Jill Williamson on Creating an Author Website


If you are a published (or an almost published) author, you must have a professional-looking website where readers can find out more about you and your books. Take a look at mine: It’s far from the best author website out there, but it’s free. And free is good. I made the whole thing with a WordPress blog. It was easy to do and there were a number of website templates to choose from. If and when I can afford to pay someone to make me an amazing website, I will. Until then, I have a site that I can update myself and is easy to use. Here are some tips to consider:

1. Choose a simple hosting address.
Use your name if you can get it. You want something easy to remember, if you were to do an interview or meet someone in person. Since I use a WordPress blog, the actual hosting address is: That’s too long.

Since I own, I simply place a forward on my domain name that goes to If you don’t know how to set up a forward, call the people you bought your domain name from and ask them for help.

All my domains are owned through, if you’re looking for a place to get one. It’s a reasonable company that also provides hosting and tech support, if you need that.

2. Link, link, link
Once you have a website, link to other people’s websites. This gives your site more credibility.

There are so many scammers out there, starting websites, and ripping people off. The longer your website exists, the higher the ranking will be in the search engines. If you type my name into a search engine, my website is the first one that comes up. I’ve had my website up for over five years. It will take time to get your site to appear at the top of a Google search if you are just now building a site. But you’ve got to start somewhere.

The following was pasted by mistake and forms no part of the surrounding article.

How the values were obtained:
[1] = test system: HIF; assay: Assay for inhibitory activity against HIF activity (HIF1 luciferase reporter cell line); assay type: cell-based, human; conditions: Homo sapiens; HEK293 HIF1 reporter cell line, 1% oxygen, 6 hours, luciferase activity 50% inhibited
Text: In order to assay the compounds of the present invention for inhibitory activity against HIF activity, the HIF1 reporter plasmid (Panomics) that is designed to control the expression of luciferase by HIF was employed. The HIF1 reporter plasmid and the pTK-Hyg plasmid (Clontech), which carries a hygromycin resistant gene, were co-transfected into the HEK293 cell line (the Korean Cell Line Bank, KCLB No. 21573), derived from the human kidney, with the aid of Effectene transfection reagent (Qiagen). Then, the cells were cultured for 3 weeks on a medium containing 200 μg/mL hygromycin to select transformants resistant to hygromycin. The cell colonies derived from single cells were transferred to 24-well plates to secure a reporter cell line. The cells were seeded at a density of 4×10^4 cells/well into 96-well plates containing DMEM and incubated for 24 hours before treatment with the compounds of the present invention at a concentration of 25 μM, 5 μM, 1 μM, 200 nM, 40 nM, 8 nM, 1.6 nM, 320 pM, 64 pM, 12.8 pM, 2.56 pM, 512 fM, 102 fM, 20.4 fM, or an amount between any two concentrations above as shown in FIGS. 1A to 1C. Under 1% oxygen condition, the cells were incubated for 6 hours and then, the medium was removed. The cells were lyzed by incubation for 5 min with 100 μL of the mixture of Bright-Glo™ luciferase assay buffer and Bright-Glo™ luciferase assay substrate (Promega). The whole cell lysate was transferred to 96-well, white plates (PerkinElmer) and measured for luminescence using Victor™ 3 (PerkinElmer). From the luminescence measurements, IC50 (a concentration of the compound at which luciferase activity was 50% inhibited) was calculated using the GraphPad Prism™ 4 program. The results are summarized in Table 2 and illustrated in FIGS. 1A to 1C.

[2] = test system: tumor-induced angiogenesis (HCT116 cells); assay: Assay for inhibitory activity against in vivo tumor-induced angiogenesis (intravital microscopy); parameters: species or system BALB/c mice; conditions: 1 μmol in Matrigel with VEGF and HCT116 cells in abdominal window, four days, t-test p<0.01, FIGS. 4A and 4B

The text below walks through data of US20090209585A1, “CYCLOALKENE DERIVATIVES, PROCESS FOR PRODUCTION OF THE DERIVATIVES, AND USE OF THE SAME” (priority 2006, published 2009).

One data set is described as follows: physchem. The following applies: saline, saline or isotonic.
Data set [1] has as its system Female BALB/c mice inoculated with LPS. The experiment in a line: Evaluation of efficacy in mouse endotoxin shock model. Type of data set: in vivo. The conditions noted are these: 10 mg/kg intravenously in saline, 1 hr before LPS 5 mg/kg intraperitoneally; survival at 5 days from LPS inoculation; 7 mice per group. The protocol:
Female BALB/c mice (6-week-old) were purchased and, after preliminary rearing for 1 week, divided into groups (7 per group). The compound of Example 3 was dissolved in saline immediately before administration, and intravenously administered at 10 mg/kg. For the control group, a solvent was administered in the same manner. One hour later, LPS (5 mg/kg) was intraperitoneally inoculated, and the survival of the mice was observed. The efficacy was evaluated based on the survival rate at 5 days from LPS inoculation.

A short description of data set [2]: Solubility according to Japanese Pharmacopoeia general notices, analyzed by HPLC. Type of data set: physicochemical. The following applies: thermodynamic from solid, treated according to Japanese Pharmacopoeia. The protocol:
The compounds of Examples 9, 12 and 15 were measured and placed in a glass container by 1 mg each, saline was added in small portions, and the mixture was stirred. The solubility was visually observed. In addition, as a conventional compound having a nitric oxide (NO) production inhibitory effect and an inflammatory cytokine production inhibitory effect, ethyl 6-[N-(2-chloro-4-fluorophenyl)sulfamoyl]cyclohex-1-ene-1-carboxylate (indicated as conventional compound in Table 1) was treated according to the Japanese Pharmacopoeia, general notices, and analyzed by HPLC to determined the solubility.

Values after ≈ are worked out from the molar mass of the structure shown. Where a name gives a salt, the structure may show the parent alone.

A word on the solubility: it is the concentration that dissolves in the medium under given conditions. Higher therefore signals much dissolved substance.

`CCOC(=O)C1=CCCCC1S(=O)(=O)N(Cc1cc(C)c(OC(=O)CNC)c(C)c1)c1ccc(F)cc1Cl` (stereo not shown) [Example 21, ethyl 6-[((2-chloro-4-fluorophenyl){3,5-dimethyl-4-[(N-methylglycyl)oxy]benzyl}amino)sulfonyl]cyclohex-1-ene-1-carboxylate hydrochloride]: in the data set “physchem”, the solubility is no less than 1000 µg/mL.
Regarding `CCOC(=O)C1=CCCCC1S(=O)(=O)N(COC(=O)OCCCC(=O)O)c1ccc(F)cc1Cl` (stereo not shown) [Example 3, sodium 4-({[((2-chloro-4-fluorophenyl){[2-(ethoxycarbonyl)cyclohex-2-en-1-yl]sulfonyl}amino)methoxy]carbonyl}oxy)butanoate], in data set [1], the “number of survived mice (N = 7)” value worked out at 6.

If you have a blog, or your website happens to be a blog site like mine, you should also register it with This will help your rankings and help people find your blog.

And be sure to link to your social media pages, your publisher’s website, to other authors you like, and to your book on or whichever online store you’d like to support.

3. Let your readers subscribe
Publishers care about numbers. Many will ask how many authors you can reach. You can’t just email everyone you know and tell them things. That is called spamming and it is illegal. But you can set up a way for fans to subscribe to your blog of newsletter, if you write one. Feedblitz or Feedburner are two sites that allow you to create a legitimate way for readers to subscribe to your site. I highly recommend setting this up on your site.

4. Blog with Value
I’ve heard this so many times, and it is not my strongest gift. If you have a blog, get creative with what you post. You need to write about topics that will bring traffic to your blog and those are things that interest readers. Everything you write can’t be about you. See if you can find a controversial topic that you can connect with your book and blog about that. People love a controversy.

5. Sell autographed copies
If your publisher allows it, offer to sell autographed copies online. I set my online store up through Paypal. Make sure you put a shipping cost in the Paypal item page, so that you aren’t paying to ship these books out.

6. Let your readers talk to you
Be accessible to your readers. It might not be possible to write back to everyone who writes to you, but you could set aside an hour a week to respond to your fans. I set up an email address with my domain name ( that forwards to my personal email. This way my personal email address isn’t displayed online.

What about you? Any website tips I missed?

Visit Jill’s website by clicking here.